It's a nice quote, I wish there was more.

westofyou
03-27-2007, 03:51 PM
Nothing but unassuming "I'm just here to help the team" quotes or the sosh classic....Yep, we live in the age of intellectual property, and Bill James is on the payroll.

pedro
03-27-2007, 04:06 PM
The NL should switch to 4 divisions with 4 teams in each, and just have the divisions winners go to the playoffs.

I like that.

paintmered
03-27-2007, 04:24 PM
The NL should switch to 4 divisions with 4 teams in each, and just have the divisions winners go to the playoffs.

:clap: :clap:

Of course that means MLB's precious BoSox and Yankees won't make the playoffs in the same year. (Which is why I like the idea even more)

Falls City Beer
03-27-2007, 04:38 PM
The NL should switch to 4 divisions with 4 teams in each, and just have the divisions winners go to the playoffs.


I'd have no problem with this set-up if there were more teams in each league, but right now it would be 4 very tiny divisions. Not a particularly daunting task to achieve victory.

The wild card injects an anarchic element to the end of the season that I really like. The four divisions set-up would allow equally undeserving teams into the playoffs as the current method, but with less anarchy and excitement.

cincinnati chili
03-27-2007, 09:57 PM
One division in each league (or ZERO depending on your perspective). Take the best four teams. Viola. You eliminate the likelihood of 82 win teams going to the playoffs.

Eliminate interleague play while you're at it.

Falls City Beer
03-27-2007, 10:04 PM
Eliminate interleague play while you're at it.

Indeed. Load of bullocks.

Ron Madden
03-28-2007, 02:48 AM
One division in each league (or ZERO depending on your perspective). Take the best four teams. Viola. You eliminate the likelihood of 82 win teams going to the playoffs.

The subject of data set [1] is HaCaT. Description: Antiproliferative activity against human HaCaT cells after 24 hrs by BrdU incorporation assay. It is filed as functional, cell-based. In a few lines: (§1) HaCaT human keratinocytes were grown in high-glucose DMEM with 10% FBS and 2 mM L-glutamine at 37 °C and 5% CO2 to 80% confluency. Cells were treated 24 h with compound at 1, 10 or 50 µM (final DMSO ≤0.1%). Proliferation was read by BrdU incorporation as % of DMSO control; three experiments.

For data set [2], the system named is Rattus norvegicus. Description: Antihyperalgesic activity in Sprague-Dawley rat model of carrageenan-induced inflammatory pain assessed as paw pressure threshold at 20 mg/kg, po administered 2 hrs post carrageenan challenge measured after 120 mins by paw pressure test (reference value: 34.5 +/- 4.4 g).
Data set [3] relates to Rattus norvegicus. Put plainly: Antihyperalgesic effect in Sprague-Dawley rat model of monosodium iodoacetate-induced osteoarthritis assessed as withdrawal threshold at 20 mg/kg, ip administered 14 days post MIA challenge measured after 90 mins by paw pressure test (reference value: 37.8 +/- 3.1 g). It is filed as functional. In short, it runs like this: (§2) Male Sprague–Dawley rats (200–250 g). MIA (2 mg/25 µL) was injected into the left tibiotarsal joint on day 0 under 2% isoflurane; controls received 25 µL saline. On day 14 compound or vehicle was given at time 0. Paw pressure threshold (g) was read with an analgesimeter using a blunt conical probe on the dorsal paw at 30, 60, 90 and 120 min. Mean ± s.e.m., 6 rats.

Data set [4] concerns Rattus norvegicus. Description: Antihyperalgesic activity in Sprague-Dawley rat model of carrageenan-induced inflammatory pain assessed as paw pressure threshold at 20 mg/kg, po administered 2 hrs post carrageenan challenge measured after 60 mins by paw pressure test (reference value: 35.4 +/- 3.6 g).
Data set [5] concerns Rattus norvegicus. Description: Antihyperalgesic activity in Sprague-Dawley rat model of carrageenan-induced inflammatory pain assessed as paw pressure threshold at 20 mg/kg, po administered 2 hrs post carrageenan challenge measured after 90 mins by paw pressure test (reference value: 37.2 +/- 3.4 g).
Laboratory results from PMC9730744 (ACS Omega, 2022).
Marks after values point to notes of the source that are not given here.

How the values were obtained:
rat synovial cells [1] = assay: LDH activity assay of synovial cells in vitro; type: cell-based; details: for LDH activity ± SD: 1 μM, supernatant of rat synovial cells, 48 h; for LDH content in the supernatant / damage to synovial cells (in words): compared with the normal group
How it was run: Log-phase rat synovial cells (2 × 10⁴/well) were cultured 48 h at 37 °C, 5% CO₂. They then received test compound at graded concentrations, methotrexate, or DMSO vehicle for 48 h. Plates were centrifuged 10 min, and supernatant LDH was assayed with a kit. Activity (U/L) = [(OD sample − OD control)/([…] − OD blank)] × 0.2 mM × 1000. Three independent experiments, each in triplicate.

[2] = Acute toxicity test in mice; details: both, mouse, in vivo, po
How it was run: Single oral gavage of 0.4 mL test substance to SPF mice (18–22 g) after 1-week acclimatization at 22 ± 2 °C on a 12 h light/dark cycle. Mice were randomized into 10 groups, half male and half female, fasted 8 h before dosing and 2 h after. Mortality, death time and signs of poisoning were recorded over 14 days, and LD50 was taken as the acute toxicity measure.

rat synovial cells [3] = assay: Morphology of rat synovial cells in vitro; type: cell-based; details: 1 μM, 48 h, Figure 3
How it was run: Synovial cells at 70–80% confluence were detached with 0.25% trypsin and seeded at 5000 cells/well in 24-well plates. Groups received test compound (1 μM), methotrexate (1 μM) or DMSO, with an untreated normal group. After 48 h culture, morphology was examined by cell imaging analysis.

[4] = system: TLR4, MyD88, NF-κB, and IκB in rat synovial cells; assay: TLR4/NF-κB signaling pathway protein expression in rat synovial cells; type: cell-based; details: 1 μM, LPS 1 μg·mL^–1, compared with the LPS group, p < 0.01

Eliminate interleague play while you're at it.

I like this method myself, but my main concern is which format is truly The Best in terms of promoting The Game to The Fans? :dunno:

I'd love to see Baseball regain the title of The National Pastime and hold tight to tradition as well. There must be a way to do this somehow.

RedsBaron
03-28-2007, 07:04 AM
Bob Costas made his proposal to elimante the wild card in "Fair Ball," a book published in 2000, and which I just read, courtesy of GAC, who sent me a copy.
I do not believe that Costas expected his proposal to eliminate the wild card to be adopted, and he conceded that the wild card had given lesser teams a chance at the post-season. In 1997, 2002, 2003 and 2004 the World Champion did not even win its division. His book was written before the Red Sox dramatic 2004 come back over the Yankees in the ALCS, a comeback that would not have occurred but for the wild card.
However, Costas correctly lamented that the wild card has also largely destroyed the old fashioned pennant race between two great teams. Yes, there may still be a race between several teams for the final playoff spot or two, such as occurred in 1999 when the Astros, Mets and Reds battled for two available spots, but, most often, these battles will be between lesser teams in the league. We will likely never again have the fantastic, winner-take-all drama of two great teams battling all the way for a divisional title, such as happened in 1993 when the Braves with 104 wins won the NL West and the Giants, winners of 103, stayed home-now the Giants would be the wild card. Bucky Dent would not be nearly so well remembered had his 1978 playoff HR merely gave the Yankees the AL East title while the Red Sox became the wild card.
Costas imagined Russ Hodges call of Bobby Thompson's immortal HR to finish first over the Dodgers in 1951 if instead it happened today: "The Giants win the pennant! The Giants win the pennant! The Dodgers get the wild card! The Dodgers get the wild card!"
The wild card has given us something, but it has also taken something away. As a fan of a small market team, I like the fact that the wild card should give the Reds another way to make the post-season. If the Reds had the kind of dominant regular season team that they had back in the heyday of the Big Red Machine, I guarantee you that I would absolutely hate the wild card.

RedsBaron
03-28-2007, 07:57 AM
By the way, Bill James will eventually make the Hall of Fame via the J.G. Taylor Spink award. It may not happen for another decade or two, it may not happen during James's lifetime, but it will happen. Unlike all the other people who have written about the game, and made the HOF because of their ability to turn a phrase, or perhaps just because they were able to hold a job as a writer for several decades, Bill James has changed the way people think about the game itself. James has not been a part of the old traditional news media, and his insights are still resisted by some, but his influence has been too great, and eventually will be recognized by the Hall of Fame itself.